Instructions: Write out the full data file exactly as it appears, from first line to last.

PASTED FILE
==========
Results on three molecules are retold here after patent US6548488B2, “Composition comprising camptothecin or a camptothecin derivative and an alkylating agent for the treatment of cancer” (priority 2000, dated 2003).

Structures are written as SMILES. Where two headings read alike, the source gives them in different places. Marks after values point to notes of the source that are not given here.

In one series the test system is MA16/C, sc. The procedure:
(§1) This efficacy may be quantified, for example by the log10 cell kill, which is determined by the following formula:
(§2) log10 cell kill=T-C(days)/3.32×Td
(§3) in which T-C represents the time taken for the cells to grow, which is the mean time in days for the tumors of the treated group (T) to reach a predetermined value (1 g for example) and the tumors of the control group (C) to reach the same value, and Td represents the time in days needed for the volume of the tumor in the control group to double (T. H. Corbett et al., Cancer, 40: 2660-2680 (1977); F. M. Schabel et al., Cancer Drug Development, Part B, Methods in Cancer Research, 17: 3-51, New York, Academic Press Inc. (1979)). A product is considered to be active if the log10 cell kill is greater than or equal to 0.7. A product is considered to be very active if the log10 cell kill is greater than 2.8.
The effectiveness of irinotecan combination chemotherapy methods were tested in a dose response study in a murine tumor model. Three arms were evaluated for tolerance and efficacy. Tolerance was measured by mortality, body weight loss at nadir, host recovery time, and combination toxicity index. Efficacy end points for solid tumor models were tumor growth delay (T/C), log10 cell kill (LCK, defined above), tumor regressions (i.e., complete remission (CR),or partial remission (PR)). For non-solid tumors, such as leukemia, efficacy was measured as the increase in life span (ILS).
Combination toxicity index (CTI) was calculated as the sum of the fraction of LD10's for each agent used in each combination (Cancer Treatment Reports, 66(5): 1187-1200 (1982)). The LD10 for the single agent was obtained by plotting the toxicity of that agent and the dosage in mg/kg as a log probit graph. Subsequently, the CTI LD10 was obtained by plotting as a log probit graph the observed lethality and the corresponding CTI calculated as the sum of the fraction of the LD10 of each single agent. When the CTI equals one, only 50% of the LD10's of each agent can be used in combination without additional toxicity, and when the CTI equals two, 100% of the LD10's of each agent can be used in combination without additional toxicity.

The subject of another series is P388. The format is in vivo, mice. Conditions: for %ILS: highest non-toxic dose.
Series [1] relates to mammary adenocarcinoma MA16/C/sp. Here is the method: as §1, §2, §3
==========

Results on three molecules are retold here after patent US6548488B2, “Composition comprising camptothecin or a camptothecin derivative and an alkylating agent for the treatment of cancer” (priority 2000, dated 2003).

Structures are written as SMILES. Where two headings read alike, the source gives them in different places. Marks after values point to notes of the source that are not given here.

In one series the test system is MA16/C, sc. The procedure:
(§1) This efficacy may be quantified, for example by the log10 cell kill, which is determined by the following formula:
(§2) log10 cell kill=T-C(days)/3.32×Td
(§3) in which T-C represents the time taken for the cells to grow, which is the mean time in days for the tumors of the treated group (T) to reach a predetermined value (1 g for example) and the tumors of the control group (C) to reach the same value, and Td represents the time in days needed for the volume of the tumor in the control group to double (T. H. Corbett et al., Cancer, 40: 2660-2680 (1977); F. M. Schabel et al., Cancer Drug Development, Part B, Methods in Cancer Research, 17: 3-51, New York, Academic Press Inc. (1979)). A product is considered to be active if the log10 cell kill is greater than or equal to 0.7. A product is considered to be very active if the log10 cell kill is greater than 2.8.
The effectiveness of irinotecan combination chemotherapy methods were tested in a dose response study in a murine tumor model. Three arms were evaluated for tolerance and efficacy. Tolerance was measured by mortality, body weight loss at nadir, host recovery time, and combination toxicity index. Efficacy end points for solid tumor models were tumor growth delay (T/C), log10 cell kill (LCK, defined above), tumor regressions (i.e., complete remission (CR),or partial remission (PR)). For non-solid tumors, such as leukemia, efficacy was measured as the increase in life span (ILS).
Combination toxicity index (CTI) was calculated as the sum of the fraction of LD10's for each agent used in each combination (Cancer Treatment Reports, 66(5): 1187-1200 (1982)). The LD10 for the single agent was obtained by plotting the toxicity of that agent and the dosage in mg/kg as a log probit graph. Subsequently, the CTI LD10 was obtained by plotting as a log probit graph the observed lethality and the corresponding CTI calculated as the sum of the fraction of the LD10 of each single agent. When the CTI equals one, only 50% of the LD10's of each agent can be used in combination without additional toxicity, and when the CTI equals two, 100% of the LD10's of each agent can be used in combination without additional toxicity.

The subject of another series is P388. The format is in vivo, mice. Conditions: for %ILS: highest non-toxic dose.
Series [1] relates to mammary adenocarcinoma MA16/C/sp. Here is the method: as §1, §2, §3